Sunday marks first real test of tightened lockdown

Serious COVID-19 cases pass 1,000 for 1st time since start of pandemic

Health minister says 1,817,000 people have received initial shot of vaccine as rollout of 2nd dose begins; health official says impact of inoculations should be seen in 10 days

A new patient arriving at the coronavirus ward of the Ziv Medical Center in the northern city of Safed, on January 7, 2020. (Cohen/Flash90)
A new patient arriving at the coronavirus ward of the Ziv Medical Center in the northern city of Safed, on January 7, 2020. (Cohen/Flash90)

The number of coronavirus patients in serious condition topped 1,000 on Sunday, the first time hospitals in Israel held that many since the start of the pandemic.

As the third wave of the pandemic continues to take a heavy toll on the country, the Health Ministry reported a record 1,029 serious cases, an increase of 36 in the previous 24 hours and nearly 300 in a week.

According to figures released by the ministry, 5,047 new coronavirus cases were recorded over Saturday, bringing the total number of infections confirmed in Israel since the pandemic began to 487,680.

The relatively low number of new cases compared to figures from late last week — on Friday 7,080 were recorded — is due to a significantly reduced number of tests carried out on Saturday, with just over 80,000 conducted compared to nearly 120,000 on Friday. A total of 6.3 percent of tests came back positive, the ministry said.

There were 68,933 active cases. Of the 1,029 serious cases, 240 people were on ventilators. Another 308 were in moderate condition and the rest had mild or no symptoms.

Health workers at Shaare Zedek Medical in Jerusalem move patients to the new coronavirus at the hospital on January 7, 2021. (Olivier Fitoussi/Flash90)

On Saturday, the Health Ministry said that four cases of the highly contagious South African coronavirus strain had been identified in Israel, the first time the mutated variant had been discovered in the country. A British strain that is also particularly contagious is already believed to be prevalent in the Israeli population

The Health Ministry has emphasized that like the British variant, there is no evidence the South African variant causes more severe illness, even though it is more contagious.

With health officials warning that this wave of the pandemic would be worse than the previous two, Israel on Friday entered a strict lockdown, closing all schools and nonessential businesses and instructing the public not to venture out of home unless for essential needs.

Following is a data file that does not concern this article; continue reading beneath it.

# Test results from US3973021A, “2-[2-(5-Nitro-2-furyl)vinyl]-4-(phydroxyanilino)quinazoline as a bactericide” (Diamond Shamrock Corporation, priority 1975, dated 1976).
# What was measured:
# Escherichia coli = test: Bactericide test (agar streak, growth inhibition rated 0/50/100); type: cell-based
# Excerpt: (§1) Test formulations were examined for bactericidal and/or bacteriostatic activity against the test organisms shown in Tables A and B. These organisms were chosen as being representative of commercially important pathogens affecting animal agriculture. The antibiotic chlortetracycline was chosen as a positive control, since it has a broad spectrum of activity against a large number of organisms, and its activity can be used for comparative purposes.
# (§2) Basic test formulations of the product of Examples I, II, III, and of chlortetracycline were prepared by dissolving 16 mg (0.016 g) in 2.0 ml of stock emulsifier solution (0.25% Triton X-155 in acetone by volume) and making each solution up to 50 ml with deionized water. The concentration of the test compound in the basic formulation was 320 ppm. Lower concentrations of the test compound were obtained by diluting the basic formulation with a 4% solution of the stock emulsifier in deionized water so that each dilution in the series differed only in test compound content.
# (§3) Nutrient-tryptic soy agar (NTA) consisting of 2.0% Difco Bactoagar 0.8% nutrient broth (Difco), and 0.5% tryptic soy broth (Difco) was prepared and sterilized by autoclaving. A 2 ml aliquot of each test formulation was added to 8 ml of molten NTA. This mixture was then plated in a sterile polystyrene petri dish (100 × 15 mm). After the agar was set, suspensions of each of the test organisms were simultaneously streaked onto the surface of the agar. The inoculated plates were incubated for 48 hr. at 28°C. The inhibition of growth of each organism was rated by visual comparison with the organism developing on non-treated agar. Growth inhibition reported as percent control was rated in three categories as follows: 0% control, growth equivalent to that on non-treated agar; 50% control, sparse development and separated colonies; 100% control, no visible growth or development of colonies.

The two previous weeks had seen a loosely enforced lockdown with schools largely functioning; Sunday will be the first real test of the new restrictions.

The almost empty roads in Tel Aviv, during Israel’s 3rd nationwide lockdown. January 09, 2021 (Miriam Alster/Flash90)

The rise in coronavirus cases comes as Israel pushes ahead with its vaccination campaign, starting to administer second doses of Pfizer’s coronavirus vaccine to the public Sunday, precisely three weeks after it began its national inoculation drive.

Welcoming the start of the new stage in the campaign, Health Minister Yuli Edelstein said that 1,817,000 people had been vaccinated in Israel so far, out of a population of 9.29 million. The number is by far the highest vaccination rate in the world.

Prime Minister Benjamin Netanyahu became the first Israeli to get the second dose of the vaccine Saturday, just as he inaugurated the first dose, and declared that all Israelis could be fully immunized within two months.

Prime Minister Benjamin Netanyahu receives his second shot of Pfizer-BioNTech’s coronavirus vaccine at Sheba Medical Center in Ramat Gan on January 9, 2021. (Amos Ben-Gershom/GPO)

Speaking Sunday morning to the Kan public broadcaster, Sharon Alroy-Preis, the Health Ministry’s acting head of public health, said the impact of the vaccination drive will be felt soon.

“I hope that within ten days we will begin to see a downward trend in morbidity and mortality. It is difficult to assess how much the vaccines have an effect,” she said.

A new deal with Pfizer will see hundreds of thousands of new doses land in Israel Sunday, with planned weekly shipments of similar size expected to deliver another million doses to the country by the end of the month, and 10 million doses expected by March.

The next shipment to Israel had originally been set to arrive only in February, and authorities had in recent days wound down first-dose vaccinations due to an expected shortage, to allow all those awaiting second shots to get them on time, 21 days after the first.

But Netanyahu announced Thursday that Pfizer had agreed to send millions of additional doses to Israel, which will serve as a “model country” for the pharmaceutical giant, offering statistical data on the vaccine’s effectiveness.

Health officials now expect to restart first-dose shots on Wednesday, Channel 12 reported. They hope to start vaccinating teaching staff within days, and to move on to all Israelis over 50 very soon. The report said officials believe that if vaccine shipments arrive as planned, vaccination will be opened for the entire population within two or three weeks.

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